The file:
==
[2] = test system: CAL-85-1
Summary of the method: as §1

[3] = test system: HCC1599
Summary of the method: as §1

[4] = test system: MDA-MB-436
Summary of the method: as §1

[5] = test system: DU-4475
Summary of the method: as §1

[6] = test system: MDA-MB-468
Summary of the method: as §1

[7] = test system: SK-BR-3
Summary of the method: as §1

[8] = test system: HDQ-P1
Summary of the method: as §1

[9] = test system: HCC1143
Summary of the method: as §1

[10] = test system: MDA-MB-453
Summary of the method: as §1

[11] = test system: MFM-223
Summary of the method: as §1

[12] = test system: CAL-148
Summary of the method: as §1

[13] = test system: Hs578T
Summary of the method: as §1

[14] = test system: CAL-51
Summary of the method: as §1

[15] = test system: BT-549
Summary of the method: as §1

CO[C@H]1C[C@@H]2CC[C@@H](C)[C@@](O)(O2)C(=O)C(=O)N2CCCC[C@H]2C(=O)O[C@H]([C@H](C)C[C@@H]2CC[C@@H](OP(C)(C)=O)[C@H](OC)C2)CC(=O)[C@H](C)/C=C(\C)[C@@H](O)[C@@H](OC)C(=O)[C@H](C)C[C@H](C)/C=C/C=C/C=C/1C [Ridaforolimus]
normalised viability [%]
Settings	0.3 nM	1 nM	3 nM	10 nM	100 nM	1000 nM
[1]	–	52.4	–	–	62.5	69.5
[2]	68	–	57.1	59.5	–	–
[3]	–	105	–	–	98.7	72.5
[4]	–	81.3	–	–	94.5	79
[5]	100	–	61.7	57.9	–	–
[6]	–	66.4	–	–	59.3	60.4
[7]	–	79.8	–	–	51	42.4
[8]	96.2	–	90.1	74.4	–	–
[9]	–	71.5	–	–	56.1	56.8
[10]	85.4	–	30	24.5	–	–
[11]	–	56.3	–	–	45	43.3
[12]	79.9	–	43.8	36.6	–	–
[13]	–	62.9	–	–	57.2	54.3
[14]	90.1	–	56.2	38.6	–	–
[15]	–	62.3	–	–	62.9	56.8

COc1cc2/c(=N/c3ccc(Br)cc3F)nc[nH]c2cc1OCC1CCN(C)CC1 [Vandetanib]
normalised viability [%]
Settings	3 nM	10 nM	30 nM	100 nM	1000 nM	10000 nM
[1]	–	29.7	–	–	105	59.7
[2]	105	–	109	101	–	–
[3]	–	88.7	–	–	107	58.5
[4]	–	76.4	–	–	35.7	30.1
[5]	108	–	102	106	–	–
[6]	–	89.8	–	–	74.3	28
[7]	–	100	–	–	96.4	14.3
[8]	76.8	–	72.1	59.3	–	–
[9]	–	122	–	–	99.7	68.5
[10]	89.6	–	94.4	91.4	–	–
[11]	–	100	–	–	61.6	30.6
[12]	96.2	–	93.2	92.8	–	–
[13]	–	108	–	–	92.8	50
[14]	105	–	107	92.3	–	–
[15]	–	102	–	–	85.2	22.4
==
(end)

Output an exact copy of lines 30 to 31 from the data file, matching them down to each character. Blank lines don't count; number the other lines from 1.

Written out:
normalised viability [%]
Settings	0.3 nM	1 nM	3 nM	10 nM	100 nM	1000 nM